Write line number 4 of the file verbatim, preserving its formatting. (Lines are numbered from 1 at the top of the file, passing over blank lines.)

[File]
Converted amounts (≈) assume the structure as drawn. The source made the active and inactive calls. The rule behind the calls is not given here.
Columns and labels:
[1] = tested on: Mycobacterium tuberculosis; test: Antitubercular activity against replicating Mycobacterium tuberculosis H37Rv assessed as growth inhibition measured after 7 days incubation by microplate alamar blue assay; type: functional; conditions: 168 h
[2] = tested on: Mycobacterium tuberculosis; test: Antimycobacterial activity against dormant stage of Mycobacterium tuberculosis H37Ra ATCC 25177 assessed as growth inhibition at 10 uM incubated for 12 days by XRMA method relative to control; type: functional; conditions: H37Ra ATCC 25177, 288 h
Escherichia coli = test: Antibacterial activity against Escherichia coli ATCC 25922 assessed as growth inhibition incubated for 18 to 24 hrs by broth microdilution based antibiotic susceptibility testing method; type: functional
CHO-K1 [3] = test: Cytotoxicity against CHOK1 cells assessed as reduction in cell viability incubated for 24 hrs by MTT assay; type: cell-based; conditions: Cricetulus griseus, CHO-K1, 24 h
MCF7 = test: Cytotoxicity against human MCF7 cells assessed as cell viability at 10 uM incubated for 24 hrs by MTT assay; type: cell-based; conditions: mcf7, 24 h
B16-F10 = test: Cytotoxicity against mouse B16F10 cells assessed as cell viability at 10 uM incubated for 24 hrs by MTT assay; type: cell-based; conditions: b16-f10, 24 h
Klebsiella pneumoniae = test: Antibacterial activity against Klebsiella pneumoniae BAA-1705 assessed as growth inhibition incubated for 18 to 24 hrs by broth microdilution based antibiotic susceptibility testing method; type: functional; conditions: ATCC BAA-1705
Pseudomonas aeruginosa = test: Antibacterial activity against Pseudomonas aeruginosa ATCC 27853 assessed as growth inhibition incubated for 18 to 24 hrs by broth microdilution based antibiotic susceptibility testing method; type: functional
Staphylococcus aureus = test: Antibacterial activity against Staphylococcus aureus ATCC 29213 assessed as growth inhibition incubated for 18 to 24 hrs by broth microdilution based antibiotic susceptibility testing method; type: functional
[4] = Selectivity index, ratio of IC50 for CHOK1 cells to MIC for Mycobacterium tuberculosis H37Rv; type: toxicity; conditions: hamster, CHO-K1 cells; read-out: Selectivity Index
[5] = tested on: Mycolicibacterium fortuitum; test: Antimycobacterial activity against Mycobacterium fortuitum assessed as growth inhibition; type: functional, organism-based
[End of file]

[2] = tested on: Mycobacterium tuberculosis; test: Antimycobacterial activity against dormant stage of Mycobacterium tuberculosis H37Ra ATCC 25177 assessed as growth inhibition at 10 uM incubated for 12 days by XRMA method relative to control; type: functional; conditions: H37Ra ATCC 25177, 288 h